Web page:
Bed bugs aren’t the easiest to identify. They mostly hide during the day and come out at night like many other pests. Plus, their bites can take several days to show up and often look like those of fleas and mosquitos.
Further complicating things, there are a handful of small bugs that closely resemble bed bugs yet each one should be managed differently.
So, how do you know if the intruder is actually a bed bug? Below, we’ve listed 10 bugs that look like bed bugs and included their key differences to help you differentiate them.
How To Identify Bed Bugs
Visually, adult bed bugs have a rusty brown, oval body—somewhat resembling a flattened apple seed. They’re visible to the naked eye and typically range from 3/16 to ¼ inches in length.
Once fed, these insects inflate like a balloon and turn reddish-brown. Conversely, immature bed bugs (or nymphs) are cream-colored and can be as small as 1.5 mm, sometimes almost invisible when on an empty stomach.
Bed bugs can neither fly nor jump, but their crawling skills make up for it. They can crawl across ceilings, climb along walls, and even scale bed frames to reach their favorite feeding ground: the mattress.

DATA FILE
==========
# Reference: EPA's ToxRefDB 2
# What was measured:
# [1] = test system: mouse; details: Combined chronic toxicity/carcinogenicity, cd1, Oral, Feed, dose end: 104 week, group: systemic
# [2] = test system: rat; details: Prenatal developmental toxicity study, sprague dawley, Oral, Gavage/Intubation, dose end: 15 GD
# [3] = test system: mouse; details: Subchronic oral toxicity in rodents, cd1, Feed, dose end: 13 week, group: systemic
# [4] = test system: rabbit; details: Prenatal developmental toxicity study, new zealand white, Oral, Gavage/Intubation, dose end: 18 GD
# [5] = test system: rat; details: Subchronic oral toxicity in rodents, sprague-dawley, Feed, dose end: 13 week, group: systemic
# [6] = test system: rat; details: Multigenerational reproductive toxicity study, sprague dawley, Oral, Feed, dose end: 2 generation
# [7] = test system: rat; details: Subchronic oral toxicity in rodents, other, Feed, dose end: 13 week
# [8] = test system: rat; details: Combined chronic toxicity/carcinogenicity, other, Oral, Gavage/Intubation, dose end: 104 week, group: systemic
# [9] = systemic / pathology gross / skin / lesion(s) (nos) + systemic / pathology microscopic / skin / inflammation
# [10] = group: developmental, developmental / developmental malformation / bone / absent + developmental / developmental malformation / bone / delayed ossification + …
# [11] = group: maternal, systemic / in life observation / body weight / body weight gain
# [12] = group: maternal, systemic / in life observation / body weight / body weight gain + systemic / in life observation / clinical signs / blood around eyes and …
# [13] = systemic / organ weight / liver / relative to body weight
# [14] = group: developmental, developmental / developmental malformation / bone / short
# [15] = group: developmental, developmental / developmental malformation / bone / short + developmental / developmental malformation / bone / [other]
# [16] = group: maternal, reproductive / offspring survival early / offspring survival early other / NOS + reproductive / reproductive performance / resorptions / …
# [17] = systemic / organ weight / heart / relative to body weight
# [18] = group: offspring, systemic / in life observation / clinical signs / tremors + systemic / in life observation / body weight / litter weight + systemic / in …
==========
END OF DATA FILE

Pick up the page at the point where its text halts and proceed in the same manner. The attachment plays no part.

If you've seen bugs in your home that look like bedbugs but you're unsure, consider where you found the bug and what could be attracting them to help differentiate between different bugs.
Besides that, these bloodsucking pests also tend to hide inside upholstered chairs, sofas, headboards, and wall voids—basically anywhere dark, protected, and close to their human host.
Apart from the bed bugs themselves, other signs of an infestation include black waste spots, reddish smears, pale yellow discarded skins, and pearl-colored eggs.
If none of these identification tips apply, here are 10 other options for what bugs may be in your home.
Both of these parasitic pests are tiny, wingless, oval-shaped, and similar in color.
The main difference, though, is that fleas are flattened from side to side rather than top to bottom. They have large and long back legs that they use for jumping, while bed bug legs are thin and generally no longer than their bodies.